Can debt collectors call your mother?
By Sally Herigstad | Published: December 14, 2012
To Her Credit
Dear To Her Credit,
Is it legal for a credit collection agency to start calling your mother when you don't answer their calls? She is not listed on anything I have ever applied for. Also, are they allowed to give her any information? This company read out my credit report to her. -- Sandy
While creditors may hope the threat of calling your mother and reading your credit report to her will be effective, it's strictly illegal.
You have a right to financial privacy. Ex-bankruptcy judge and lawyer R. Glen Ayers references the Fair Debt Collection Practices Act (FDCPA), which says that absent express permission from the debtor, a collector may not contact anyone other than the consumer, attorneys and the like. "Contacting your mother about the debt is clearly a violation," he says. "So would be disclosure about the debt. Reading the mother the credit report would probably be an abusive act and could violate a number of other sections."
Creditors can call your relatives in an effort to find you, however. Ayers says, "Contacting Mother to 'skip-trace' is OK as long as the collector complies with Sec. 804 [15 U.S.C. sec. 1692b], which limits the number of calls, bans the collector from disclosing that the person owes a debt and requires the collector to identify himself and state that he is confirming or correcting location information on the consumer."
One reason this creditor is harassing your mother is that you may have stopped taking the creditor's calls. While I advise people not to talk on the phone to bill collectors, it's important to take the right steps to make the calls stop. Instead of looking at caller ID and just not answering the phone, pick it up and tell the collector not to call you again. Then, download a basic cease-and-desist sample letter, fill in the blanks and send by certified mail with receipt requested.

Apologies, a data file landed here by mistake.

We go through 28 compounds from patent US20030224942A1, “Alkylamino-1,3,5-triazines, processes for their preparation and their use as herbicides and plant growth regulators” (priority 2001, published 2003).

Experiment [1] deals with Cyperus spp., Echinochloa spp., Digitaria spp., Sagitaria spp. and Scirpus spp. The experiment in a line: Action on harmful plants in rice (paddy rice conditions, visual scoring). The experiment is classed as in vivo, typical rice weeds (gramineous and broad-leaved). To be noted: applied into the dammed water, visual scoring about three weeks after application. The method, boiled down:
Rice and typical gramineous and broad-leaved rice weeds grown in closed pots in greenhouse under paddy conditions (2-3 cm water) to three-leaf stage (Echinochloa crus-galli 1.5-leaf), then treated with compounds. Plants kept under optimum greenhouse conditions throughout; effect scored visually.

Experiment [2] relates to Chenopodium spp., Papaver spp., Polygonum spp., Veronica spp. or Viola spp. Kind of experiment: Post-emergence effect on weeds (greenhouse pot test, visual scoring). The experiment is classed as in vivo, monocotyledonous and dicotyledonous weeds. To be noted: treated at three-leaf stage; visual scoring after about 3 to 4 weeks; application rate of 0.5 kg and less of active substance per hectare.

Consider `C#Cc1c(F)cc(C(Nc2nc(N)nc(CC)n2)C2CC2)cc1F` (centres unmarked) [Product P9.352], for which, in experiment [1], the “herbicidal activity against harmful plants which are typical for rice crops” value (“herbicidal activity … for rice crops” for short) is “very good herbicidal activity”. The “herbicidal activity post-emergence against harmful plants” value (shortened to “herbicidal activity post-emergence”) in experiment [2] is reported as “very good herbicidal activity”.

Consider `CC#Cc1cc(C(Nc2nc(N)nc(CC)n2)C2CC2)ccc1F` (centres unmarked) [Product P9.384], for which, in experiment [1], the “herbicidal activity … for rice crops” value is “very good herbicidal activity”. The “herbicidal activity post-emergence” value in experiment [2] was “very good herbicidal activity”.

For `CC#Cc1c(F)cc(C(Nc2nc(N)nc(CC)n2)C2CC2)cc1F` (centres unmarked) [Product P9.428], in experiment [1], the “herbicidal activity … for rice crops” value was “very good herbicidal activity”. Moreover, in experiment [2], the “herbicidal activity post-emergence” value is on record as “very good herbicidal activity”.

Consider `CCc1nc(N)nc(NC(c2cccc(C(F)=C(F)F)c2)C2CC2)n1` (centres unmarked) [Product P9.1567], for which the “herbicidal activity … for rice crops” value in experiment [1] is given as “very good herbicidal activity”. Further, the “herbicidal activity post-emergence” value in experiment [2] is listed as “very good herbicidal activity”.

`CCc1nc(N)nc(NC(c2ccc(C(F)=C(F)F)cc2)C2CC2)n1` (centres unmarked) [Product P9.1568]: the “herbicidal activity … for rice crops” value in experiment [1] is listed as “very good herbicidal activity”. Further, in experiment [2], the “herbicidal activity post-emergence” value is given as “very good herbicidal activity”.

If you want to push the issue with the abusive bill collector, you can find a lawyer who specializes in the FDCPA. According to the FTC website, the judge can require the debt collector to pay you up to $1,000, even if you can't prove that you suffered actual damages. The collector generally pays your attorney's fees and court costs.
Enforcement of regulations over debt collectors is in flux at the moment. The Consumer Financial Protection Bureau has published new rules on how it will oversee the largest debt collectors. Those CFPB rules for large debt collectors kick in Jan. 2, 2013. You can also report any problems you have with a debt collector to your state attorney general's office and the Federal Trade Commission. Your state may have additional laws, which you can find on the website of the attorney general's office for your state.
You can't avoid a creditor forever, though. Once you've stopped the phone calls, you should resolve the debt or face further consequences. Collectors can garnish your wages, place liens on your property and pile more negative marks on your credit report. And even without the phone ringing, that debt is still hanging over your head, causing you stress and possibly keeping you up at night.
The best way to resolve your debt depends on a number of factors, including whether it is a legitimate debt, whether it is past the statute of limitations in your state, your ability to pay the debt and whether you need to consider bankruptcy.
Your decisions for dealing with this debt and any other debt you have can affect your financial life for years. If you aren't sure what your options are or how to proceed, an accredited counseling agency can help. Choose a credit counselor from the National Foundation for Credit Counseling or the Association of Independent Consumer Credit Counseling Agencies.
See related: How to handle unethical debt collectors
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